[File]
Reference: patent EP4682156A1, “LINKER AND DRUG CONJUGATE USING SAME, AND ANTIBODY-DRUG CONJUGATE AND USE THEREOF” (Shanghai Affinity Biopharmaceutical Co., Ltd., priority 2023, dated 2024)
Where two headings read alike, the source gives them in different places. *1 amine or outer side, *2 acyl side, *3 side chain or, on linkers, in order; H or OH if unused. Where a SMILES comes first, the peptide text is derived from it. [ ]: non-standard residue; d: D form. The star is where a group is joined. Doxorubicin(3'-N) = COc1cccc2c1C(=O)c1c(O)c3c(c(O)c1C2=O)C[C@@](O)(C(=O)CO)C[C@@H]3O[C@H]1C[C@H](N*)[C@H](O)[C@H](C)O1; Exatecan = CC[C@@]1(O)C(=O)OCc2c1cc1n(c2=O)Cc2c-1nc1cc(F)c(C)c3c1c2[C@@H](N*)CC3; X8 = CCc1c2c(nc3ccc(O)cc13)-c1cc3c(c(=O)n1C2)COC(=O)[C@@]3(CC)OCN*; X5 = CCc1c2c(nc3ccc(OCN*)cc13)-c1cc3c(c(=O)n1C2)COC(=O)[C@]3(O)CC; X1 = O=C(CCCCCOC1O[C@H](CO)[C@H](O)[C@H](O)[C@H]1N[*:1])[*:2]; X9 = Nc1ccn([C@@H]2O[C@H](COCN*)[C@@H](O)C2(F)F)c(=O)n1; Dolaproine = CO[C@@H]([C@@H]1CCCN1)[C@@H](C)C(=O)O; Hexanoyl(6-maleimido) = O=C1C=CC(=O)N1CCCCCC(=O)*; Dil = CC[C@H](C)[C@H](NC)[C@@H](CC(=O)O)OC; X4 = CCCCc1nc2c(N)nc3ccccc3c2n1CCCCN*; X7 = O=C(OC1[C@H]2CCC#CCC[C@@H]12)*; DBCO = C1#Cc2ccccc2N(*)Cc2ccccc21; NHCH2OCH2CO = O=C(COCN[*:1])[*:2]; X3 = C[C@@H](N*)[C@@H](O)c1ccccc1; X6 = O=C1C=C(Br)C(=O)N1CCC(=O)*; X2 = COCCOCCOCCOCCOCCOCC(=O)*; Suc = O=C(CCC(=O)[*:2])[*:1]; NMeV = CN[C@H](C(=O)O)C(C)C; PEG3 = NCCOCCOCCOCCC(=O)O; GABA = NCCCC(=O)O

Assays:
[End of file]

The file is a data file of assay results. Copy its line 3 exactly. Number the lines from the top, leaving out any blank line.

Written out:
Assays: